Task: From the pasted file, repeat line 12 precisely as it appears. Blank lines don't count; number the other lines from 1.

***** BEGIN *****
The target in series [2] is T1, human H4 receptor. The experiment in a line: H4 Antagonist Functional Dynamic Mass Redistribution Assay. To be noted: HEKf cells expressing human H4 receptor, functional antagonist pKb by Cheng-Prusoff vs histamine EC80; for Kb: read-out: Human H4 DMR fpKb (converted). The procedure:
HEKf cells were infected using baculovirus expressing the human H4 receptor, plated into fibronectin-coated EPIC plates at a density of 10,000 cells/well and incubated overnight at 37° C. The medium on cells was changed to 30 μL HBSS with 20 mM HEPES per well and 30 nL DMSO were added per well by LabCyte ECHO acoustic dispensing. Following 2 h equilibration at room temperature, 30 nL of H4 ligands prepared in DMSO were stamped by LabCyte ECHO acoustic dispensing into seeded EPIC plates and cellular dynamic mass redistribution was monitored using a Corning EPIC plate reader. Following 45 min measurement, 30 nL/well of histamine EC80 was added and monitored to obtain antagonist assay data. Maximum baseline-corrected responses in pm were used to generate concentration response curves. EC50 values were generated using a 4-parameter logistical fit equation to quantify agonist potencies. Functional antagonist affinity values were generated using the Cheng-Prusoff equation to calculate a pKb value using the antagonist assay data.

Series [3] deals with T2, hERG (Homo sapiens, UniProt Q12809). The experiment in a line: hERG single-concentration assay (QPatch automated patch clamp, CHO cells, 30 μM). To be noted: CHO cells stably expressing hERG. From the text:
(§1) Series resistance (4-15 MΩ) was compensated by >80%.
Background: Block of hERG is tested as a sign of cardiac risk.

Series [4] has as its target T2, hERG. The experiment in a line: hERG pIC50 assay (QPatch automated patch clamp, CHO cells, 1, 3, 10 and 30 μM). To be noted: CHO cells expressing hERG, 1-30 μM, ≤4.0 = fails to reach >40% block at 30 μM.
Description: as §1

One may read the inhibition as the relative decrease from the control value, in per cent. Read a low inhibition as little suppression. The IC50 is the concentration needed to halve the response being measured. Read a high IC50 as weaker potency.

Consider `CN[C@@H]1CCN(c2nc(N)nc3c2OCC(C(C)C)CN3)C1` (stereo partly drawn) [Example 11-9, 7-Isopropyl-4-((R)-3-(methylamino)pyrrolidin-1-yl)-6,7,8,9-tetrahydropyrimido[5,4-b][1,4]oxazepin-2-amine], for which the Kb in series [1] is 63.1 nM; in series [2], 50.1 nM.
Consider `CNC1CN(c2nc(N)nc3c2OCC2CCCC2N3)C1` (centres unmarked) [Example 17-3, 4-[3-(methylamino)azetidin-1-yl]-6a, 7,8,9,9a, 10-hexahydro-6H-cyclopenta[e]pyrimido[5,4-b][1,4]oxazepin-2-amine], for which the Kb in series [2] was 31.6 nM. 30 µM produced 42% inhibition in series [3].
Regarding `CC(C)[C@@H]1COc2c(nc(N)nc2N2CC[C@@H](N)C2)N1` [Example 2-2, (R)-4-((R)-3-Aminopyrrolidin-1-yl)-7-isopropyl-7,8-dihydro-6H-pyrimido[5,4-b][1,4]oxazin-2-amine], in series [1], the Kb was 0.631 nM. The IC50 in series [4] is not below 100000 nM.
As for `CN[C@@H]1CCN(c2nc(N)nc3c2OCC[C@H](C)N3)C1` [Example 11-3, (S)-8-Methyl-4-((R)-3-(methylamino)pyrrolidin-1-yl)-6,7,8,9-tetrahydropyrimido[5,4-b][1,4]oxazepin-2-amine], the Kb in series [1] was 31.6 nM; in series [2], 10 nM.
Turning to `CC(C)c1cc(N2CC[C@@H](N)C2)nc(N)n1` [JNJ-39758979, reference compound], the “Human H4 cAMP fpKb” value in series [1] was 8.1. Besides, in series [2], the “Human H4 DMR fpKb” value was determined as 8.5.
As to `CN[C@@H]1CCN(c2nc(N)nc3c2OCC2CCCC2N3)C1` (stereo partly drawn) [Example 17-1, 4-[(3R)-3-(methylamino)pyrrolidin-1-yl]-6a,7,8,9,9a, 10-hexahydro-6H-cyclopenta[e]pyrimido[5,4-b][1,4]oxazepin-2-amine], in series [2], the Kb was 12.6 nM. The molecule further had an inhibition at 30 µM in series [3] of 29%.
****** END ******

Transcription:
As for `CN[C@@H]1CCN(c2nc(N)nc3c2OCC[C@H](C)N3)C1` [Example 11-3, (S)-8-Methyl-4-((R)-3-(methylamino)pyrrolidin-1-yl)-6,7,8,9-tetrahydropyrimido[5,4-b][1,4]oxazepin-2-amine], the Kb in series [1] was 31.6 nM; in series [2], 10 nM.